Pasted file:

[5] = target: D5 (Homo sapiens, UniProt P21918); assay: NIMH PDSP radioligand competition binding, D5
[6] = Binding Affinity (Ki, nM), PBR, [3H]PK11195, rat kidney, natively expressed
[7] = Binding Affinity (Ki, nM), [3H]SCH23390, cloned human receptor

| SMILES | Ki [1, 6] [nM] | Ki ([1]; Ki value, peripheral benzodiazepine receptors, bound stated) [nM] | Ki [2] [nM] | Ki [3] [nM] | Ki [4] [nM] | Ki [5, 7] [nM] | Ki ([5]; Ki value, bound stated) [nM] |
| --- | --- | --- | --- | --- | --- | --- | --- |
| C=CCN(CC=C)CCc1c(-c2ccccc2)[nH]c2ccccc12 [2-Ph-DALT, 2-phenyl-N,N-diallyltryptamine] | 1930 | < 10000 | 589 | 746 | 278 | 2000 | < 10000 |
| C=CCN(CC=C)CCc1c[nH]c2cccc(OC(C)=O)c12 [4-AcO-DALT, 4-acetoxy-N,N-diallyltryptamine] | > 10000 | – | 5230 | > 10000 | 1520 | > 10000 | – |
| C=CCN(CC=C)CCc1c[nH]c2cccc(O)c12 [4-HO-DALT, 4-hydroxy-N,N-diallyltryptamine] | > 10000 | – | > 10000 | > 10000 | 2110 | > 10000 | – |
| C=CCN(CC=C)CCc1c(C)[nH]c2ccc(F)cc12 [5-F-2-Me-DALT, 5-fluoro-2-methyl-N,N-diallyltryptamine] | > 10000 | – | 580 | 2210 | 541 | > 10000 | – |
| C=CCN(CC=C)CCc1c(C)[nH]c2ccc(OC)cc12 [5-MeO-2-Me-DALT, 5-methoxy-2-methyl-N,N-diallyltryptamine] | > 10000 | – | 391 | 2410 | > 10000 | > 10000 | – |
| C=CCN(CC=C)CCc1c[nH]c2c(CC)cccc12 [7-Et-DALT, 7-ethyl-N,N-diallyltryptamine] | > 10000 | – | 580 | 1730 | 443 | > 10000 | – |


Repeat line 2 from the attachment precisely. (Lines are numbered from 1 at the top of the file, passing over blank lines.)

[6] = Binding Affinity (Ki, nM), PBR, [3H]PK11195, rat kidney, natively expressed